Credit card details can be stored in two ways. After you enter the credit card information on a particular site or app, you can save it via 1Password. The other method involves adding it manually from the dashboard. Once saved, you can autofill the card information the same way you do with passwords. For security reasons, you have to confirm each autofill action. If you have several cards saved, it will let you select the one you wish to use, while displaying only the card type and the last four digits.

We were also pleased to find an option for saving contacts. Each contact entry consists of multiple fields, some of which you are unlikely to use like the ICQ address. But each unnecessary field can be easily removed from the contact.

You can also make and store notes in your vault. These are typically unformatted, meaning you can store any kind of information, including important reminders for work. While most devices allow you to create and save notes, the best password managers are synced across all of your devices, meaning you can access the notes from anywhere at any time.

Moreover, 1Password allows you to store driving licenses. There aren’t too many scenarios in which this would be useful, but it can’t hurt to have that information stored if you misplaced your original license.

Secure Storage

If you are looking for a safe place to store your files, you’ll be happy to hear that most of the 1Password pricing plans include 1 GB of secure storage. Meanwhile, the pricier business plan grants up to 5 GB of encrypted storage per user. When it comes to the 1Password vs LastPass showdown, there isn’t much of a distinction to be made on storage space as both offer 1 GB. That may seem insufficient to some users, but the storage is primarily used for important documents that don’t occupy much space.

Accessibility Across All Devices

In addition to protecting your passwords, a password manager syncs them across multiple devices. 1Password is available as an extension, an app, and a companion app. It’s available on every OS, both mobile and desktop, and can also be downloaded as a command-line tool.

When we were testing the functionalities of the service for our 1Password Mac review, we had the same level of accessibility to our vault as on a mobile device. However, when you access your dashboard on the web interface, your vault layout might look a bit different.


Security should be the primary focus of any password manager. Luckily, end-to-end encryption has become the industry standard among password managers, and 1Password is no exception.

We’ve already touched on how the Security Key reinforces your Master Password to safeguard your data. The strongest layer of 1Password security is the Secret Key – a 34-character combination of letters, numbers, and symbols that you receive when you sign up to use the software.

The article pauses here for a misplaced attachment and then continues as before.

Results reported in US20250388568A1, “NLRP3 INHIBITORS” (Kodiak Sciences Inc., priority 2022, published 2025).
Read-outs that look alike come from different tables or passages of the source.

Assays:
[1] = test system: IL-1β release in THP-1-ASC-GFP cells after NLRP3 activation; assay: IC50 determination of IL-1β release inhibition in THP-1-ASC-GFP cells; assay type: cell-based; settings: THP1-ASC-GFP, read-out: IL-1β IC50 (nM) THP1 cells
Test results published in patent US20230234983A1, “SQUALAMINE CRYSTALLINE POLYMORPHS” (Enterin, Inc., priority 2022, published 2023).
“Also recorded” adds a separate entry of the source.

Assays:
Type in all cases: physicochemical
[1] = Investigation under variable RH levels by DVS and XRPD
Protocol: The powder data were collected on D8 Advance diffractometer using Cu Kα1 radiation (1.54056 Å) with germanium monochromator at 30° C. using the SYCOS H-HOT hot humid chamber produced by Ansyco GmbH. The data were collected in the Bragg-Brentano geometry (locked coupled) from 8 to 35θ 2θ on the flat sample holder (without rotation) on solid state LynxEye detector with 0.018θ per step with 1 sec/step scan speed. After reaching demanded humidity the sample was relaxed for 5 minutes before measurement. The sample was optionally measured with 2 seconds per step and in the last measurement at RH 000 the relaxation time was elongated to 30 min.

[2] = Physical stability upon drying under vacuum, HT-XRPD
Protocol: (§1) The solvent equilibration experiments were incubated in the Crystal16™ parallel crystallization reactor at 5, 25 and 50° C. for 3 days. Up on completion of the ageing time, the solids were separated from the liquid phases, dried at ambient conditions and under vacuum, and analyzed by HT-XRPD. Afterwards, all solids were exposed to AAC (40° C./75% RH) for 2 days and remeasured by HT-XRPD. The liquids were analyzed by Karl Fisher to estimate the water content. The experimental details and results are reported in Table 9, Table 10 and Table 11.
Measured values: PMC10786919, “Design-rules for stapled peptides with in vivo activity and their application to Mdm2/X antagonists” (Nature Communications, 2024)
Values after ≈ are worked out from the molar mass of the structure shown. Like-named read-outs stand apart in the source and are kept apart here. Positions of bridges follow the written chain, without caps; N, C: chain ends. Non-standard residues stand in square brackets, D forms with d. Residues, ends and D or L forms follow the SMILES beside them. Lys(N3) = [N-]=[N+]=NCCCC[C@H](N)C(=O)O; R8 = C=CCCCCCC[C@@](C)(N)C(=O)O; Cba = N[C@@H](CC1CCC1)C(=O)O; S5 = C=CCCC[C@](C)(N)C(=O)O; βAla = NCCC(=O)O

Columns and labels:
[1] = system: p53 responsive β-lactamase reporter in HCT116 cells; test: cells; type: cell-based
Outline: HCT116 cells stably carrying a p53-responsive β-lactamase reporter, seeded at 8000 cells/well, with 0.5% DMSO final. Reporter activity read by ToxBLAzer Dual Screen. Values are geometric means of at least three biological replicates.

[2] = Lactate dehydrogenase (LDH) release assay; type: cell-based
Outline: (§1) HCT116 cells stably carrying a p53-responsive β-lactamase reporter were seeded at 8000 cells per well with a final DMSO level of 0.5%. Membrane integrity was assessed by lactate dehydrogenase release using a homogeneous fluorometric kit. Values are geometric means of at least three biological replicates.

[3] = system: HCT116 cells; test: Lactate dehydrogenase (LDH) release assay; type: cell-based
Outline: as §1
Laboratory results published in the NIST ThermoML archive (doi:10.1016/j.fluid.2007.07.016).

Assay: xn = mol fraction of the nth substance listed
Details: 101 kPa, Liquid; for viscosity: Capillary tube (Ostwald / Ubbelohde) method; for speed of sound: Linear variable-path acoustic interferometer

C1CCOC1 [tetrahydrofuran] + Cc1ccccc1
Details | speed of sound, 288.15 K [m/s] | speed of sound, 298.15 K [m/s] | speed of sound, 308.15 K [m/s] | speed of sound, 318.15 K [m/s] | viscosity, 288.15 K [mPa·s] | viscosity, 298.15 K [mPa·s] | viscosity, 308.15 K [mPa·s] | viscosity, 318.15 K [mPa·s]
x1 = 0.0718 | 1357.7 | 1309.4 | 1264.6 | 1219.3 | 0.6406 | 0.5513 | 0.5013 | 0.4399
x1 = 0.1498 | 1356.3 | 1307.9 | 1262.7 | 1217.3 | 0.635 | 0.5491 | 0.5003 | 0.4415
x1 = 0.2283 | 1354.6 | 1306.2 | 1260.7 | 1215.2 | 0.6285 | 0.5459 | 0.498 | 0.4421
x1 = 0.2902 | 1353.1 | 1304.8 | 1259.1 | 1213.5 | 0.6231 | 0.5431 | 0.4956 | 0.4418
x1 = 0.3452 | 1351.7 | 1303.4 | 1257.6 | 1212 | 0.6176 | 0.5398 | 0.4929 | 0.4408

1password review compromised websites

You’ll need the key whenever you use a new device or add the 1Password extension to a new browser. The Secret Key is generated on the device level and never goes to 1Password’s servers. It’s used to authenticate your login details with the server and to encrypt your data. 1Password also provides users with an Emergency Kit, a PDF document that contains your details and serves as a safety net for accessing your account. Meanwhile, the end-to-end encryption is reinforced by the Secure Remote Password that prevents anyone from stealing data that’s sent to the server.

User Experience

According to numerous other reviews, the software’s user interface is easy to use. After starting up the password manager, either through the app or via the browser extension, it will slowly guide you through the set-up process. Most options and features are remarkably easy to grasp, locate, and use.

The main dashboard on which you’ll be managing all of your data is called the Watchtower. While LastPass suffers from an overloaded layout making it especially difficult to locate some of the advanced options, 1Password’s UI is user-friendly. Throughout the course of this review, we had no trouble identifying the features and navigation buttons.

Whether you’re an experienced user of password managers or new to the software, you’ll have no trouble mastering 1Password. If you used another password manager in the past, you can import passwords from that provider to 1Password in a few seconds.

However, one of the downsides is the presence of both the app and the mini-app as there appears to be no real use for the latter. Furthermore, during our 1Password on Windows review, we noticed that some features are available on the app but missing on the extensions for no apparent reason.

Punching in the Secret Key every time you add a new device can also be a drag. But since this is done for security reasons, it can be forgiven.

Customer Support